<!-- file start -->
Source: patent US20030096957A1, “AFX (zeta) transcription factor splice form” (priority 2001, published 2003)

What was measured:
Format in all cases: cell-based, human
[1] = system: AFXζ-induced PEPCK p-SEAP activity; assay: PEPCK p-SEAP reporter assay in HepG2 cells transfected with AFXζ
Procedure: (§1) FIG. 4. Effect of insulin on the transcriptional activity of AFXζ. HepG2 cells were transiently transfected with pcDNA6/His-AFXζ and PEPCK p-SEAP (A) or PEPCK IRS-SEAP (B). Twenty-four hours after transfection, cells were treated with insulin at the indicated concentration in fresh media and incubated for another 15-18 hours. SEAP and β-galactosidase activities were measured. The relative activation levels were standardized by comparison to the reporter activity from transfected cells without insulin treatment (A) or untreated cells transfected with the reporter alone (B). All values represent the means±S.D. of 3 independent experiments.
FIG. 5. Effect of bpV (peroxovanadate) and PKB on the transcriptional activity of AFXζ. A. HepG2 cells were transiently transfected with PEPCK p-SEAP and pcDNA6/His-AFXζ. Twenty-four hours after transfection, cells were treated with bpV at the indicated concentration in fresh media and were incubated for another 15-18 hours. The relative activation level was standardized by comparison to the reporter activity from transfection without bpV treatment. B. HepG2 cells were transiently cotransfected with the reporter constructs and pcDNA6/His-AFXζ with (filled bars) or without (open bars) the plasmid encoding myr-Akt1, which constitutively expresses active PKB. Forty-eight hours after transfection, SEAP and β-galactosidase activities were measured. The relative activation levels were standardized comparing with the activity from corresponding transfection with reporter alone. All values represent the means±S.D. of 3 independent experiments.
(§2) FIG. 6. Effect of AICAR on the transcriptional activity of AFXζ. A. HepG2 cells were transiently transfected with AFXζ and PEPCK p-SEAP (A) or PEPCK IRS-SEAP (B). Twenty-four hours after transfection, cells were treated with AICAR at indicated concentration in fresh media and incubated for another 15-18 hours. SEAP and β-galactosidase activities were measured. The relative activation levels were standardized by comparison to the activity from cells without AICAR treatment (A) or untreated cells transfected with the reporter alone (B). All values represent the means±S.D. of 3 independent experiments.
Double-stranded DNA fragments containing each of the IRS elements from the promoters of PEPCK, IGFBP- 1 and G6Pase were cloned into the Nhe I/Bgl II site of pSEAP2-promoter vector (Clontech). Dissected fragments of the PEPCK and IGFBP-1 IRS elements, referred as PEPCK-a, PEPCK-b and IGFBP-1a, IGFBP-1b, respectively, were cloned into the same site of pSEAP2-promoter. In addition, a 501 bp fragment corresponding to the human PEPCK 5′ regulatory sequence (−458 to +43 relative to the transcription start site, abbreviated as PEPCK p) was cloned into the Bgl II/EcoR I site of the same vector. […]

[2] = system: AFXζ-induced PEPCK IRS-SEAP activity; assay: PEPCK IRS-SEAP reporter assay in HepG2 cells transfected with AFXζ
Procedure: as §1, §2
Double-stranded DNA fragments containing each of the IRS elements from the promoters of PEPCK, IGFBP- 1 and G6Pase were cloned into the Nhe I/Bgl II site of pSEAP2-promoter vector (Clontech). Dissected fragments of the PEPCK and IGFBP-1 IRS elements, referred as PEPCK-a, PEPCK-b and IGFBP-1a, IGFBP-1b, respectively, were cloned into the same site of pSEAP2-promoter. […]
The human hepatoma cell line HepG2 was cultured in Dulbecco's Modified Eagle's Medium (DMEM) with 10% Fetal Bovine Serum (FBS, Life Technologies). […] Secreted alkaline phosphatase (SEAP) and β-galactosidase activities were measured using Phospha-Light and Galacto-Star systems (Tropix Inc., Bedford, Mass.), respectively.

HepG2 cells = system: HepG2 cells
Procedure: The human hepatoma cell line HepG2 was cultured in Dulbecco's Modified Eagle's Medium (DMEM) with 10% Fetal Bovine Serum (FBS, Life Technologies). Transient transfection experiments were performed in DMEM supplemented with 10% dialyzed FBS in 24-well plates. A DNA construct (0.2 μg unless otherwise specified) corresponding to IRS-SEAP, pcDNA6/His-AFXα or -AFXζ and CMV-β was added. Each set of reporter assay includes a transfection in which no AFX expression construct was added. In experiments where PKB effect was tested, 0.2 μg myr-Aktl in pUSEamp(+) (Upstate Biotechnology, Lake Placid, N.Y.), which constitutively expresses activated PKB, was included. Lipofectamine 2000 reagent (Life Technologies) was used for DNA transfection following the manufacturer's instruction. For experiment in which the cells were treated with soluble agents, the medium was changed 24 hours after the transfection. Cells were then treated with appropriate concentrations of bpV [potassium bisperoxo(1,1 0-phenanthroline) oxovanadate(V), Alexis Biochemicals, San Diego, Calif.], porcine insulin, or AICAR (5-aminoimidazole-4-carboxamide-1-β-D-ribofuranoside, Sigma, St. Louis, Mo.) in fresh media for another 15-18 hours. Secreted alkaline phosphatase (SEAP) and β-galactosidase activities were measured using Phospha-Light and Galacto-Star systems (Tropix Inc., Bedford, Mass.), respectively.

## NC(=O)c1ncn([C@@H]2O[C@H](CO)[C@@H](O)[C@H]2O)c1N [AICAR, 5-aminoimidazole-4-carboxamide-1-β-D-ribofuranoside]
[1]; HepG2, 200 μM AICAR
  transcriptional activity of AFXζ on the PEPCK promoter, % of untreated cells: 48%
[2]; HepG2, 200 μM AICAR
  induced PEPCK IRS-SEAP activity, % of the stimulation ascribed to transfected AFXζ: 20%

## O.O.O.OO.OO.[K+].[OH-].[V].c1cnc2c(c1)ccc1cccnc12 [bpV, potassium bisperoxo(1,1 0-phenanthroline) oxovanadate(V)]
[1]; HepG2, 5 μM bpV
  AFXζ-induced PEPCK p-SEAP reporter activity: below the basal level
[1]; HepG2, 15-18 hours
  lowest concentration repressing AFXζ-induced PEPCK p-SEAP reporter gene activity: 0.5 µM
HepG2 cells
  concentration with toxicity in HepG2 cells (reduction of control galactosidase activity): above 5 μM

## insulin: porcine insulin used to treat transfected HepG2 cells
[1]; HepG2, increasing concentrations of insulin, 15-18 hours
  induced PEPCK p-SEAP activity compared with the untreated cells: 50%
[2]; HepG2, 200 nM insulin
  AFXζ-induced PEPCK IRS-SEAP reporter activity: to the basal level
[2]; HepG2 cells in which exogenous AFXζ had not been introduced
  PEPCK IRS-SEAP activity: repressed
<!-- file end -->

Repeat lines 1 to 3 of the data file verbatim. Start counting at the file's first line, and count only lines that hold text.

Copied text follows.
Source: patent US20030096957A1, “AFX (zeta) transcription factor splice form” (priority 2001, published 2003)

What was measured:
Format in all cases: cell-based, human